Grace: I think the best tip I can think of is to make your pitch unique. It doesn’t matter what you say as long as it makes someone need to know more.

And Hannah, do you have any advice for querying authors and/or for anyone planning to participate in a future #DVpit?

Hannah: It’s always a good idea to have fellow writers and readers look over your work, be it a manuscript, a query, or a twitter pitch. Having fresh eyes on your words will help you know what’s working, what makes sense, and what needs to be reworked. If you’re stuck, it’s always a good idea to consider what your stakes are, and bring them out, whether it’s a 140 character pitch or a 250 word query.

Tell us about The Call, Grace!

Grace: I was expecting an R&R, honestly! Hannah told me about what she loved about my book, and then she started telling me what she thought needed work. I was actually taking notes the entire time (oops, not sure whether she knows this) because her points were so great, so when she asked me what I thought I was a little confused. I think I said something like um, yeah, I agree completely? Will definitely do these? What do you mean? And then she said well, I’d like to offer. And then I think I screamed.

Give us the pitch that hooked your agent!

Grace: “When Helen of Troy enters the afterlife, she must face all the heroes who died in the war she caused – and they aren’t ready to forgive her. #YA #DVpit”

Hannah, what was it about this pitch that caught your attention?

Hannah: First, it’s clear from this pitch that Helen’s story is being told, for the first time, from Helen’s perspective. This was immediately interesting because I love retellings and retoolings of myths that are written from the (traditionally silent) female character’s perspective. Grace gives us the main conflict of the book right at the end, sinking the hook.

What else are you looking for these days? Is there anything specific on your wishlist that you’re hoping to find, maybe at the next #DVpit?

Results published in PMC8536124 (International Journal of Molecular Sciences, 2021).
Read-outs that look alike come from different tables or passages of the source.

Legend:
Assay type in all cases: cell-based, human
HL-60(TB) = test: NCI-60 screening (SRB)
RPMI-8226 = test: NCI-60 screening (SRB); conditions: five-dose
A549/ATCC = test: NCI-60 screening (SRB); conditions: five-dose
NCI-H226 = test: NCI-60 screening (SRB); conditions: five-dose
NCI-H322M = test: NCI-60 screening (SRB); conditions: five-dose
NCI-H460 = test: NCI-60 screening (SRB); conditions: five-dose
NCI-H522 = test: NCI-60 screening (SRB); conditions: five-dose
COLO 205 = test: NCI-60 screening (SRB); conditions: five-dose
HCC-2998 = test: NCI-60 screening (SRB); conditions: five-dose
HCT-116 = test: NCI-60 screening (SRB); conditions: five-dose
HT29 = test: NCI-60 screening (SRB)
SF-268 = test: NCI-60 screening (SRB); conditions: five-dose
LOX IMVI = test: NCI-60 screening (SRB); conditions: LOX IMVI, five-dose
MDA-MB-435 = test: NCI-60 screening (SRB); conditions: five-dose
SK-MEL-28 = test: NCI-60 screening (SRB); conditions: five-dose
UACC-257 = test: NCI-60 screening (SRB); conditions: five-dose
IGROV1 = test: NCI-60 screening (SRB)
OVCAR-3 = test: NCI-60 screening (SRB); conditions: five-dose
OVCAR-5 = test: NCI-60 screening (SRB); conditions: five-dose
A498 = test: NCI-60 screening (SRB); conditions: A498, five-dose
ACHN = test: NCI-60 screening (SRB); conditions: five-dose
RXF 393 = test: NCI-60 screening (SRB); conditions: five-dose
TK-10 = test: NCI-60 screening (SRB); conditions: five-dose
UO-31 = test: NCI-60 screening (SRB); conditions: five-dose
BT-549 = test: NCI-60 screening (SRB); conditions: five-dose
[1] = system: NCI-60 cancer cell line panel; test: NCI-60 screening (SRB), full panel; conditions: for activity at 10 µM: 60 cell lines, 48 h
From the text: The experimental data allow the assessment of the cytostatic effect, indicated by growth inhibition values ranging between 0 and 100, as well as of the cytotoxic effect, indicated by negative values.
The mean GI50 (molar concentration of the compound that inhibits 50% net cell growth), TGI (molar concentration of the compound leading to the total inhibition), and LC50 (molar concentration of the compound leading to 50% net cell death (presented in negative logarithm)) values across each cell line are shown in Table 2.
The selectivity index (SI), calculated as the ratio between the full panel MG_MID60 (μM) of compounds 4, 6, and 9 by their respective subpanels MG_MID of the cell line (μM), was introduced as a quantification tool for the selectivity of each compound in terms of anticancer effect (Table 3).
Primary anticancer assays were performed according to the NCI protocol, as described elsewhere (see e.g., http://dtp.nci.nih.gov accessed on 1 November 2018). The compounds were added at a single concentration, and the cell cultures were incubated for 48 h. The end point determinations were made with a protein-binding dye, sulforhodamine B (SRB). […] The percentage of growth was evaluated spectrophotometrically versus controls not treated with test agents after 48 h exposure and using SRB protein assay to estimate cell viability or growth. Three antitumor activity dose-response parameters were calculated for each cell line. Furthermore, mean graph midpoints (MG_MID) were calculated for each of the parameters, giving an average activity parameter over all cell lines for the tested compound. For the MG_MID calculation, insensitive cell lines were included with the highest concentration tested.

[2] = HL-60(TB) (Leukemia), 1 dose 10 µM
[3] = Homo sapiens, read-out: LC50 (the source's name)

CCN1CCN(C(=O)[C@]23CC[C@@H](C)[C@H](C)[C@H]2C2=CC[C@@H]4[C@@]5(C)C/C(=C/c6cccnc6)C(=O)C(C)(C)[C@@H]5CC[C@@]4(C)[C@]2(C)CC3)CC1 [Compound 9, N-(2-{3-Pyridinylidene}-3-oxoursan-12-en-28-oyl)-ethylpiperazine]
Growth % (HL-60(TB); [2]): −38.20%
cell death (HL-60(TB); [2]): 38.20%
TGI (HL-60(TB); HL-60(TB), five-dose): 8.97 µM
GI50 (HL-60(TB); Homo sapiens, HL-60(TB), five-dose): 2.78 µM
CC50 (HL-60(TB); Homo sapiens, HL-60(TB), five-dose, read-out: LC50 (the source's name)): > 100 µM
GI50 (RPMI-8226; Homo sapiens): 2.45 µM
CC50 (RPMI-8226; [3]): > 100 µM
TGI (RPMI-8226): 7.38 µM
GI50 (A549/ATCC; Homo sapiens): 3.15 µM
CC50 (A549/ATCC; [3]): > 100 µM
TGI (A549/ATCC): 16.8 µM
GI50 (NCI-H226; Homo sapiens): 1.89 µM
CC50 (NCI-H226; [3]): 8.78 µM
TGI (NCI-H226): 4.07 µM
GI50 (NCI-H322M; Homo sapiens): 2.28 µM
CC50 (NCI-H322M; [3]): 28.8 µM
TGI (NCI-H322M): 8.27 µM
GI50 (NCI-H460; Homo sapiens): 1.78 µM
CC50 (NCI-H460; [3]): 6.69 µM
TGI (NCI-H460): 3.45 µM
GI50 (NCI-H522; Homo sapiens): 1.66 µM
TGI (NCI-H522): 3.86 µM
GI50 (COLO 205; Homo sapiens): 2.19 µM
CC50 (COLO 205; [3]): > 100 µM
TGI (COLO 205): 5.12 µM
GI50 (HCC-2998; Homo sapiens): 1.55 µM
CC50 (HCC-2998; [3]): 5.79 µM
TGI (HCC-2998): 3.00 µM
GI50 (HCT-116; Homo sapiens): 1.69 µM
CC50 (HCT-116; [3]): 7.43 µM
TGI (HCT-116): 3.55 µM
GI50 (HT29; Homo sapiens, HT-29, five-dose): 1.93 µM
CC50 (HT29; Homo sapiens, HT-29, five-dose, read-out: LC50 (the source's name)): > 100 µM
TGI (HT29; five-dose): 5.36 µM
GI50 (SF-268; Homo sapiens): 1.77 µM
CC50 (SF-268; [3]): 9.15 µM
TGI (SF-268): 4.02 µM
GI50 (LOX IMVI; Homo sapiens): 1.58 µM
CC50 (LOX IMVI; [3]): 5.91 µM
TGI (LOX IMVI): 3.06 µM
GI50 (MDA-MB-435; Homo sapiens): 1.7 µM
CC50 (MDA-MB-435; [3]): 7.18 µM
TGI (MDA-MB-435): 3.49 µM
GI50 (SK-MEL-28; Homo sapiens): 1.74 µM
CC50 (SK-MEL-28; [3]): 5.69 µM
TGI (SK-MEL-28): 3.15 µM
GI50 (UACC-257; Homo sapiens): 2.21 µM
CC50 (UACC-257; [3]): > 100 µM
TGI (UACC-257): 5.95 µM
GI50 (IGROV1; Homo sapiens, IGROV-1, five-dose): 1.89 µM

Hannah: In YA/MG, I want books with STEM themes, something witchy ala Practical Magic or The Craft, and historical fiction about amazing girls from around the world (see #BygoneBadassBroads). In Adult I am always interested in multicultural speculative fiction!

Warm congratulations to Grace and Hannah for finding each other! I’m looking forward to seeing where they go next. Follow them on Twitter so you can do the same!

Grace Li (@gracedli) grew up in Houston, Texas, and in elementary school, her parents once had a meeting with the librarian because they thought she was reading too much. She is currently a senior at Duke University studying biology and creative writing, and she still reads too much. Her writing has previously been published in an anthology of short stories as part of the Saturday Evening Post’s Great American Fiction Contest.

Before settling in New York, Hannah Fergesen (@HannahFergesen) worked and went to school in Denver, where she obtained her degree in Writing for Film and Television. After stints as a literary agent intern, a bookseller at the famous Books of Wonder, an intern at Soho Press, a literary assistant at Trident Media Group, and a freelance editor, she joined KT Literary in 2016. She has an all-consuming love for Doctor Who, Harry Potter, and anything created by Joss Whedon.